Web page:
Nokia is not adverse to dreaming up futuristic concepts (such as the Morph, pictured above, though the Morph used solar power), but this Piezoelectric Kinetic Energy Harvester sounds like it'll either do what the company says it will, or bring about the grim future world envisioned in The Matrix where we're all suddenly batteries. Batteries!
So what is a Piezoelectric Kinetic Energy Harvester supposed to do? Well, have you ever seen one of the watches some people have that charge themselves as you walk, using the swaying of your wrist to generate energy? Well, it works a lot like that, according to New Scientist:
Nokia envisages a phone in which the heavier components, such as the radio transmitter circuit and battery, are supported on a sturdy frame. This frame can move along two sets of rails, one allows it travel up and down, the other side to side.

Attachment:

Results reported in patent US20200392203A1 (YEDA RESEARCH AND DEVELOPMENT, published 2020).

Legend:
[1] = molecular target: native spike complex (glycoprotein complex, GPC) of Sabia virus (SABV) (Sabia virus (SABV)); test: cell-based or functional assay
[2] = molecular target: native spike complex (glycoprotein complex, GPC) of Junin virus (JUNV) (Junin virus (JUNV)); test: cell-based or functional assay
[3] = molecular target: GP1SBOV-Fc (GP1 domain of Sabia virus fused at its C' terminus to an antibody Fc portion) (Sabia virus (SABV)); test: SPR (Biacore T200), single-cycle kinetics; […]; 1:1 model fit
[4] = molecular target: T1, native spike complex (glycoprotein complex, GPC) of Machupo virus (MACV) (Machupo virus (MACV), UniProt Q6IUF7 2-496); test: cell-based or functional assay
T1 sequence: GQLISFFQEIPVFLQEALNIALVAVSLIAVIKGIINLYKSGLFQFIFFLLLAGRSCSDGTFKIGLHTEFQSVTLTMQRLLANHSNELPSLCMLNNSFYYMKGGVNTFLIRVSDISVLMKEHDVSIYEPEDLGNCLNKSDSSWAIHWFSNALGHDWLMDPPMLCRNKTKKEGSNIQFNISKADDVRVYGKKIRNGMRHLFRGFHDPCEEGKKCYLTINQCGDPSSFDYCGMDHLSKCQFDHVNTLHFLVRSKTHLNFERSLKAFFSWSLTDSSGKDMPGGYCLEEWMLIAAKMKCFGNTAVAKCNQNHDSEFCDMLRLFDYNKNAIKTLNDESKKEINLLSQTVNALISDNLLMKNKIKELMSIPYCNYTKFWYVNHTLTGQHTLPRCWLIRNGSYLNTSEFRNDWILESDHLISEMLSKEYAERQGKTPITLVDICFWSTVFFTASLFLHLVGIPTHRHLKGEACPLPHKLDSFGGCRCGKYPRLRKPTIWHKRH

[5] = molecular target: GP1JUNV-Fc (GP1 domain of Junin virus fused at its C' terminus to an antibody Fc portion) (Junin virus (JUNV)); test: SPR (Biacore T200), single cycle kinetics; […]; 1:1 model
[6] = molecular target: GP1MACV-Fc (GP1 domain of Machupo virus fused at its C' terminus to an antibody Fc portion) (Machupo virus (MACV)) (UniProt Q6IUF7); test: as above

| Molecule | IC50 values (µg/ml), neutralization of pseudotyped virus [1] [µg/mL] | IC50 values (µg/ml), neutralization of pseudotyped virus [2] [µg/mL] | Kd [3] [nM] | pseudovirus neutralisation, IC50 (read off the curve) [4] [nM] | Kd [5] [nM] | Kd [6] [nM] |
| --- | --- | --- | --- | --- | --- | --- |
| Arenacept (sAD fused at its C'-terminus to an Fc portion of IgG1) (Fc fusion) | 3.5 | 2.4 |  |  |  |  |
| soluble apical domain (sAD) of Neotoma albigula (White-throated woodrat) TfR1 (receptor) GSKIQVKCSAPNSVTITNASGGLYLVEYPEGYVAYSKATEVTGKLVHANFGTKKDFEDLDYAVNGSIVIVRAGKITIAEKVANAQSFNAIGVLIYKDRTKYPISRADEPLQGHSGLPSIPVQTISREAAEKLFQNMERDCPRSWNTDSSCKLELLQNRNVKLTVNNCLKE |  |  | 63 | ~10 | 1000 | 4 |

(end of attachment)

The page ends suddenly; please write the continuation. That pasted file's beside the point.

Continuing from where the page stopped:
Strips of piezoelectric crystals sit at the end of each rail and generate a current when compressed by the frame. So as the user walks, or otherwise moves the phone, the motion generates electricity. This charges a capacitor which in turn trickles charge into the battery, keeping it topped up.
That doesn't sound so bad, though you have to wonder if there will be hassles associated with the phone. If you're sitting at your desk all day, for instance, would you have to shake your phone a lot for a quick call if you're running low? And how much energy will the thing be able to generate even while you're walking if it's in your pocket? If Nokia ever makes the Piezoelectric Kinetic Energy Harvester a reality, we'll be sure to ask them.